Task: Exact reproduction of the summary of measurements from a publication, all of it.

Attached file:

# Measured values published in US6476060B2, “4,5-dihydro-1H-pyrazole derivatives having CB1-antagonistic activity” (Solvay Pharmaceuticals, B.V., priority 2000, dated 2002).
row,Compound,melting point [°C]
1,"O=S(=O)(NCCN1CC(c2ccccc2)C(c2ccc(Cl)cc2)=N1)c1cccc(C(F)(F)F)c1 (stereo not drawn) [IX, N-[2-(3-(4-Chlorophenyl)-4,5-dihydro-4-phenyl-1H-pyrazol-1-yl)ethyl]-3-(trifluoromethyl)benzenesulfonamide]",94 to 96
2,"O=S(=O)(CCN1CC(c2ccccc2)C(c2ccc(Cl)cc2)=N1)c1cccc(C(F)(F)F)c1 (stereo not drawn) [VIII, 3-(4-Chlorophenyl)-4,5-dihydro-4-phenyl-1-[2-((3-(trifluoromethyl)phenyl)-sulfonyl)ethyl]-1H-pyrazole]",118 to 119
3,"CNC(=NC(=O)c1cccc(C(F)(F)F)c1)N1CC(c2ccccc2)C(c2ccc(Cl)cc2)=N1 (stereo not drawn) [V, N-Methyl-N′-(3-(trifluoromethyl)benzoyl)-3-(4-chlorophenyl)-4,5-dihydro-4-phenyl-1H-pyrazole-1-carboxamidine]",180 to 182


# Measured values published in US6476060B2, “4,5-dihydro-1H-pyrazole derivatives having CB1-antagonistic activity” (Solvay Pharmaceuticals, B.V., priority 2000, dated 2002).
row,Compound,melting point [°C]
1,"O=S(=O)(NCCN1CC(c2ccccc2)C(c2ccc(Cl)cc2)=N1)c1cccc(C(F)(F)F)c1 (stereo not drawn) [IX, N-[2-(3-(4-Chlorophenyl)-4,5-dihydro-4-phenyl-1H-pyrazol-1-yl)ethyl]-3-(trifluoromethyl)benzenesulfonamide]",94 to 96
2,"O=S(=O)(CCN1CC(c2ccccc2)C(c2ccc(Cl)cc2)=N1)c1cccc(C(F)(F)F)c1 (stereo not drawn) [VIII, 3-(4-Chlorophenyl)-4,5-dihydro-4-phenyl-1-[2-((3-(trifluoromethyl)phenyl)-sulfonyl)ethyl]-1H-pyrazole]",118 to 119
3,"CNC(=NC(=O)c1cccc(C(F)(F)F)c1)N1CC(c2ccccc2)C(c2ccc(Cl)cc2)=N1 (stereo not drawn) [V, N-Methyl-N′-(3-(trifluoromethyl)benzoyl)-3-(4-chlorophenyl)-4,5-dihydro-4-phenyl-1H-pyrazole-1-carboxamidine]",180 to 182